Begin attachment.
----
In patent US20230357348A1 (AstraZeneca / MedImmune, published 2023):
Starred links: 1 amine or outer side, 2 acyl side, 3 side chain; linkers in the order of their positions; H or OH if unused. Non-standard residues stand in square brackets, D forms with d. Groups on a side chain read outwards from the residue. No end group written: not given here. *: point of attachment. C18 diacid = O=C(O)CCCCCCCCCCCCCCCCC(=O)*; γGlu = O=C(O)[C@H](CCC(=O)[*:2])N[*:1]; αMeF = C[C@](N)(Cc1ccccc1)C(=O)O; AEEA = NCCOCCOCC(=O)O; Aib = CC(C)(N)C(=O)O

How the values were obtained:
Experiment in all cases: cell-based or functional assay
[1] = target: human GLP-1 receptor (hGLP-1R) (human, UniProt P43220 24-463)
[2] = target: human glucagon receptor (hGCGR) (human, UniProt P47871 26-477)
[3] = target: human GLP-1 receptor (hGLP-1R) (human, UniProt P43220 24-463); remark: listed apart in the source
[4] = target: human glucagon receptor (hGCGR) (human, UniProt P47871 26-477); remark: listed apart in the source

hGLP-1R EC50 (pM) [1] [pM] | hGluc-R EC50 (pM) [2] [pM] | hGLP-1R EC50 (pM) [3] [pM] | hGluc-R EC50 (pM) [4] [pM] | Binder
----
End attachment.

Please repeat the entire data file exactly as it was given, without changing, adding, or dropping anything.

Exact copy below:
In patent US20230357348A1 (AstraZeneca / MedImmune, published 2023):
Starred links: 1 amine or outer side, 2 acyl side, 3 side chain; linkers in the order of their positions; H or OH if unused. Non-standard residues stand in square brackets, D forms with d. Groups on a side chain read outwards from the residue. No end group written: not given here. *: point of attachment. C18 diacid = O=C(O)CCCCCCCCCCCCCCCCC(=O)*; γGlu = O=C(O)[C@H](CCC(=O)[*:2])N[*:1]; αMeF = C[C@](N)(Cc1ccccc1)C(=O)O; AEEA = NCCOCCOCC(=O)O; Aib = CC(C)(N)C(=O)O

How the values were obtained:
Experiment in all cases: cell-based or functional assay
[1] = target: human GLP-1 receptor (hGLP-1R) (human, UniProt P43220 24-463)
[2] = target: human glucagon receptor (hGCGR) (human, UniProt P47871 26-477)
[3] = target: human GLP-1 receptor (hGLP-1R) (human, UniProt P43220 24-463); remark: listed apart in the source
[4] = target: human glucagon receptor (hGCGR) (human, UniProt P47871 26-477); remark: listed apart in the source

hGLP-1R EC50 (pM) [1] [pM] | hGluc-R EC50 (pM) [2] [pM] | hGLP-1R EC50 (pM) [3] [pM] | hGluc-R EC50 (pM) [4] [pM] | Binder